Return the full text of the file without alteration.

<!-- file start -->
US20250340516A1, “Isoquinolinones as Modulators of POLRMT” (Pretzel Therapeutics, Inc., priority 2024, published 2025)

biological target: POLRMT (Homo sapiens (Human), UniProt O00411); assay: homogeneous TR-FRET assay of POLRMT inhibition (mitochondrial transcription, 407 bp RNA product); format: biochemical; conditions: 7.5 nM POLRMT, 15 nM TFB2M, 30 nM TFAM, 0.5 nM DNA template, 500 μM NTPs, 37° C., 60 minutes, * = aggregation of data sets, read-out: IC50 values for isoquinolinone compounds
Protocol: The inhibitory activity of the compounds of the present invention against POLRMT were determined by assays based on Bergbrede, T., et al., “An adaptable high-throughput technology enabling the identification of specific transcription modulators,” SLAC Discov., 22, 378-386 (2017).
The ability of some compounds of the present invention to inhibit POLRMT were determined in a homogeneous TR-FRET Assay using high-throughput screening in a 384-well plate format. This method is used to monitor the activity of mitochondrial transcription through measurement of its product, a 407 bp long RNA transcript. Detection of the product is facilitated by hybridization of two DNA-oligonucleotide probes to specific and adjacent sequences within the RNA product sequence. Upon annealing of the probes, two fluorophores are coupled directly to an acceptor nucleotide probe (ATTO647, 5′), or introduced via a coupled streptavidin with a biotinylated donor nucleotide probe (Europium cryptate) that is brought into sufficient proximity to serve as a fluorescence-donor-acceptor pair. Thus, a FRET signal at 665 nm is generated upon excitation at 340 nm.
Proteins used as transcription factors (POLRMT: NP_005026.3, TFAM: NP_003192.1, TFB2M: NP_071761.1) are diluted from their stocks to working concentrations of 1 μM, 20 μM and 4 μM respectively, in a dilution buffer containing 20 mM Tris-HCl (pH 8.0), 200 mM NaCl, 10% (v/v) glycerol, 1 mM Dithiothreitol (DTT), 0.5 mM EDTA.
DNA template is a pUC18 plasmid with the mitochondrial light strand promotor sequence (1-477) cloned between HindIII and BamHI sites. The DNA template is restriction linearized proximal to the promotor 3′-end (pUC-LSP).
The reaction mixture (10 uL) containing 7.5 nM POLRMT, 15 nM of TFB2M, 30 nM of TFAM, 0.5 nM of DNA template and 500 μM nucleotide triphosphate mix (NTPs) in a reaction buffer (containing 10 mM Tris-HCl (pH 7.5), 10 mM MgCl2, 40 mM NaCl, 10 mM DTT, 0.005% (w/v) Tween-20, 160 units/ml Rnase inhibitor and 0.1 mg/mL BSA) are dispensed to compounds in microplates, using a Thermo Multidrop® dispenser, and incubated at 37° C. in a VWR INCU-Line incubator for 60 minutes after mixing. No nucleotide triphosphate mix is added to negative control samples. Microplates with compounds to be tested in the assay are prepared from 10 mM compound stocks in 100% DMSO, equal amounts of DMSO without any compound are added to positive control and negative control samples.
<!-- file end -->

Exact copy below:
US20250340516A1, “Isoquinolinones as Modulators of POLRMT” (Pretzel Therapeutics, Inc., priority 2024, published 2025)

biological target: POLRMT (Homo sapiens (Human), UniProt O00411); assay: homogeneous TR-FRET assay of POLRMT inhibition (mitochondrial transcription, 407 bp RNA product); format: biochemical; conditions: 7.5 nM POLRMT, 15 nM TFB2M, 30 nM TFAM, 0.5 nM DNA template, 500 μM NTPs, 37° C., 60 minutes, * = aggregation of data sets, read-out: IC50 values for isoquinolinone compounds
Protocol: The inhibitory activity of the compounds of the present invention against POLRMT were determined by assays based on Bergbrede, T., et al., “An adaptable high-throughput technology enabling the identification of specific transcription modulators,” SLAC Discov., 22, 378-386 (2017).
The ability of some compounds of the present invention to inhibit POLRMT were determined in a homogeneous TR-FRET Assay using high-throughput screening in a 384-well plate format. This method is used to monitor the activity of mitochondrial transcription through measurement of its product, a 407 bp long RNA transcript. Detection of the product is facilitated by hybridization of two DNA-oligonucleotide probes to specific and adjacent sequences within the RNA product sequence. Upon annealing of the probes, two fluorophores are coupled directly to an acceptor nucleotide probe (ATTO647, 5′), or introduced via a coupled streptavidin with a biotinylated donor nucleotide probe (Europium cryptate) that is brought into sufficient proximity to serve as a fluorescence-donor-acceptor pair. Thus, a FRET signal at 665 nm is generated upon excitation at 340 nm.
Proteins used as transcription factors (POLRMT: NP_005026.3, TFAM: NP_003192.1, TFB2M: NP_071761.1) are diluted from their stocks to working concentrations of 1 μM, 20 μM and 4 μM respectively, in a dilution buffer containing 20 mM Tris-HCl (pH 8.0), 200 mM NaCl, 10% (v/v) glycerol, 1 mM Dithiothreitol (DTT), 0.5 mM EDTA.
DNA template is a pUC18 plasmid with the mitochondrial light strand promotor sequence (1-477) cloned between HindIII and BamHI sites. The DNA template is restriction linearized proximal to the promotor 3′-end (pUC-LSP).
The reaction mixture (10 uL) containing 7.5 nM POLRMT, 15 nM of TFB2M, 30 nM of TFAM, 0.5 nM of DNA template and 500 μM nucleotide triphosphate mix (NTPs) in a reaction buffer (containing 10 mM Tris-HCl (pH 7.5), 10 mM MgCl2, 40 mM NaCl, 10 mM DTT, 0.005% (w/v) Tween-20, 160 units/ml Rnase inhibitor and 0.1 mg/mL BSA) are dispensed to compounds in microplates, using a Thermo Multidrop® dispenser, and incubated at 37° C. in a VWR INCU-Line incubator for 60 minutes after mixing. No nucleotide triphosphate mix is added to negative control samples. Microplates with compounds to be tested in the assay are prepared from 10 mM compound stocks in 100% DMSO, equal amounts of DMSO without any compound are added to positive control and negative control samples.